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Simple Harmonic Motion

  1. Jan 17, 2007 #1
    1. The problem statement, all variables and given/known data
    Prove that the maximum speed (Vmax) of a mass on a spring is given by 2(Pi)fA

    f = period
    A = Amplitude (compression)

    2. Relevant equations

    Ek = 1/2mv^2

    Et = Ek + Ee

    3. The attempt at a solution

    So from what I understand, Velocity is maximum when total energy is equal to kinetic energy at the point of equilibrium... this confuses me because if velocity is max at point x=0 then A would also=0 and therefore mess up the question... I am missing something... any insight is appreciated.
  2. jcsd
  3. Jan 17, 2007 #2
    The A here stands for the Maximum Amplitude in one period, it should be a constant, regardless of the value of x, v etc...
  4. Jan 17, 2007 #3


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    Homework Helper

    Since energy is conserved, the sum of kinetic and potential energy is constant. The equation of displacement of the mass is y(t) = Asin(wt). The other reltaion you need is f = w/(2Pi). Now form the potential energy, and minimize it to find the time t0 at which kinetic energy (i.e. the velocity) reaches a maximum, and plug it into the equation of velocity of the mass.
  5. Jan 17, 2007 #4
    Differentiate the equation to get expression for velocity, put it in exp for KE and maximise.
  6. Jan 17, 2007 #5
    Thank you for the response guys but we haven't given displacement of mass yet... I am not understanding your suggestions. I am just looking for some help regarding the underlying logic... maybe from there I can infere the equations necessary to get the answer... thanks again.
  7. Jan 17, 2007 #6
    The mass on the spring undergoes SHM. So when its displaced initially by a distance x, all the energy is in the form of potential energy stored by the spring.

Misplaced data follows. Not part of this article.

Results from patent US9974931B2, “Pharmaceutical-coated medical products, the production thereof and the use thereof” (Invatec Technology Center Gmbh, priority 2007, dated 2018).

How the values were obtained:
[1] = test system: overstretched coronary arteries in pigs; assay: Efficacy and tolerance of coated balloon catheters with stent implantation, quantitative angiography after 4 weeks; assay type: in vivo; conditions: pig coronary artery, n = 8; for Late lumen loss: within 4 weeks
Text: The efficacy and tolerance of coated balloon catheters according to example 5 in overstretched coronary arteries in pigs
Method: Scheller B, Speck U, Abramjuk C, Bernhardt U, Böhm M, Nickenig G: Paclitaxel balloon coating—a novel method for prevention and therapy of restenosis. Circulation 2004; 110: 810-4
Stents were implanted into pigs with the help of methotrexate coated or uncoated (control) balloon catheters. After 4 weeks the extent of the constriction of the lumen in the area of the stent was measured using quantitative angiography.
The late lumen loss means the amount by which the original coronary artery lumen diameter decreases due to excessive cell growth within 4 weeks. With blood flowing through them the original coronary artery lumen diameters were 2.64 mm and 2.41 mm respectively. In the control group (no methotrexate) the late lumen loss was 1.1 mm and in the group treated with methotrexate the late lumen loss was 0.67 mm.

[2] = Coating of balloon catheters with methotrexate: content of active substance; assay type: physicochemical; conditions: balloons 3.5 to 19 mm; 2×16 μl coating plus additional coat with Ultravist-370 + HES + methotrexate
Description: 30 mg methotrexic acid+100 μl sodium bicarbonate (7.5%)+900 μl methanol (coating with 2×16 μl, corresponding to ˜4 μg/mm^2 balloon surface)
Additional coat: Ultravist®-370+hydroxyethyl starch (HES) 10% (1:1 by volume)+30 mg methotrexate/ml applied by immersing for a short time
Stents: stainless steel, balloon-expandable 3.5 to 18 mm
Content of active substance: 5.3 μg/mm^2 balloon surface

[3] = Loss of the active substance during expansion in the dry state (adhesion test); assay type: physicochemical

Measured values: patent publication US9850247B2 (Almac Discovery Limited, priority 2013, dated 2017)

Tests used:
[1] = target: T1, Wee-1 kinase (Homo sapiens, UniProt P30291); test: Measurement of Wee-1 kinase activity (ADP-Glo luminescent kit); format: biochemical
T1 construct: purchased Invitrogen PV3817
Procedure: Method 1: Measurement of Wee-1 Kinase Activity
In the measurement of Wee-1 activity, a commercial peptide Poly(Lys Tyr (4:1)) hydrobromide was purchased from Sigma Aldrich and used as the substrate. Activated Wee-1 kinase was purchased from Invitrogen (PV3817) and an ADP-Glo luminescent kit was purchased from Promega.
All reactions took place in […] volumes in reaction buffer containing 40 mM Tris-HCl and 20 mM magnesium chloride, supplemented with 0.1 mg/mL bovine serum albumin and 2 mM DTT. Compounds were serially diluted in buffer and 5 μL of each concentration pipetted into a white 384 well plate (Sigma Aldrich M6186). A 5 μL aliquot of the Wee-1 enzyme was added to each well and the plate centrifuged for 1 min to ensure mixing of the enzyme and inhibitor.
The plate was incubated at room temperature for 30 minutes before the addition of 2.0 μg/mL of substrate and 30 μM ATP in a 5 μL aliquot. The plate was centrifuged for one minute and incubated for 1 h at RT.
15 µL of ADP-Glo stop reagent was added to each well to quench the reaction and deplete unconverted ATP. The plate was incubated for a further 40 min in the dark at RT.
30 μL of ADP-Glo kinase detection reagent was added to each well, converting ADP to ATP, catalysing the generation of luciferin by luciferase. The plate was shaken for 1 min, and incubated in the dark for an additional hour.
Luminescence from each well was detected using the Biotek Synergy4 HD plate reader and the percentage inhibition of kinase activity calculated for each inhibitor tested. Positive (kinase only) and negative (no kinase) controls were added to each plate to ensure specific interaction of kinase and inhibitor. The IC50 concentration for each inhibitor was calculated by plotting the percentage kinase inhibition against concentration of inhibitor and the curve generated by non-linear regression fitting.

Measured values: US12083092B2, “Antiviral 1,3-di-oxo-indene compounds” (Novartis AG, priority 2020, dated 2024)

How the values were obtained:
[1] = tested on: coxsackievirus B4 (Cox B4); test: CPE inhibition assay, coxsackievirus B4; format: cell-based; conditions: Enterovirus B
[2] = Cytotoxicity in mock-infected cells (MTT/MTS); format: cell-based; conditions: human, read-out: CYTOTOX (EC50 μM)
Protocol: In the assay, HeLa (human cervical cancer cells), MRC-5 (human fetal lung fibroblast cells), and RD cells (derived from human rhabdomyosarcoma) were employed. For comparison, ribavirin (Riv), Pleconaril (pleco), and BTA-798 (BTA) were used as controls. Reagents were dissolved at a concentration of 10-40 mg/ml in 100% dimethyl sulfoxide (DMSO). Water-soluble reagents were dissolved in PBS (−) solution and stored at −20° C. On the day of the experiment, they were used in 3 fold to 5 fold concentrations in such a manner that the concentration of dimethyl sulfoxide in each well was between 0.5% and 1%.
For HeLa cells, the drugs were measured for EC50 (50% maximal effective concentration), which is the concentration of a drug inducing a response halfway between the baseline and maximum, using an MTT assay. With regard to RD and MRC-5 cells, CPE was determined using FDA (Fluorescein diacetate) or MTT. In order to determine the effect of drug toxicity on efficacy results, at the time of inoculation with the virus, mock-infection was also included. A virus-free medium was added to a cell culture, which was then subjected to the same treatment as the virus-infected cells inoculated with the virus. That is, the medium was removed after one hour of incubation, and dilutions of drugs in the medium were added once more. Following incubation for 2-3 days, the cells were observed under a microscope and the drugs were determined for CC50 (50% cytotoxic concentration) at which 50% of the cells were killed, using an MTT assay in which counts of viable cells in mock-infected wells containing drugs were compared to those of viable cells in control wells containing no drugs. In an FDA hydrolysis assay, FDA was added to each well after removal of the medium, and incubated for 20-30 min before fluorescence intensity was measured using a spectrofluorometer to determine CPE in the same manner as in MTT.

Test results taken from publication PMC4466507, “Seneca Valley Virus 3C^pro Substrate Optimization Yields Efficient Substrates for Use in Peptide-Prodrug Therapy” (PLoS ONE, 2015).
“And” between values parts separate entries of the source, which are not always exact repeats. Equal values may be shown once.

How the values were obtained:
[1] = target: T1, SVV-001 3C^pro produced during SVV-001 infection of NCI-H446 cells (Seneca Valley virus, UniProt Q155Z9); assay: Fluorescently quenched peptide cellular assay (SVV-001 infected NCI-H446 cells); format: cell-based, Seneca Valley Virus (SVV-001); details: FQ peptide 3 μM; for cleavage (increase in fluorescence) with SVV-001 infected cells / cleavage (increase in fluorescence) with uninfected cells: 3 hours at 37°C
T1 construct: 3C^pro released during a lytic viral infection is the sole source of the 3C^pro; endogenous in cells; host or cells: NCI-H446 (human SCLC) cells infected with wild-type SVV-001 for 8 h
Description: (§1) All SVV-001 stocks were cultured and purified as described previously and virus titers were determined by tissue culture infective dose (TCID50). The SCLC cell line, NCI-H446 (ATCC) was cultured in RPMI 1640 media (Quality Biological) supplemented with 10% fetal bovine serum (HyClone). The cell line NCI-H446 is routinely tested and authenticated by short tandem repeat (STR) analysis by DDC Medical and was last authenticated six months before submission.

At this point, the spring want to push the mass outwards. PE of spring is [tex]\frac{1}{2} kx^2[/tex] where k is the spring constant and x is the displacement from the mean position.

    When let go, the block accelerates away from the spring and the PE is converted into KE, which is maximum at the mean position.

    When the block goes beyond the mean position, then the force applied on the block by the spring acts towards the mean position and the block starts retarding. Again at some point away from the mean position, the KE of the mass is converted completely into the PE of the spring.

    The displacement at which the mass stops is the amplitude. Since the block starts retarding as soon as it passes the mean position, at the mean position, the KE must be maximum.

    You can also derive the same result if you take the equation of displacement of SHM.
  8. Jan 17, 2007 #7
    thanks for the explanation chaos :)

    So basically, correct me if I am mistaken, but is this "mean" the point of equilibrium where x = 0? Also, would this imply that at that precise moment elastic energy is zero?

    If so then Et = Ek,

    Et = 1/2mv^2 right?

    Where does frequency fit in... humm
  9. Jan 17, 2007 #8
    Figured it out... thanks guys.
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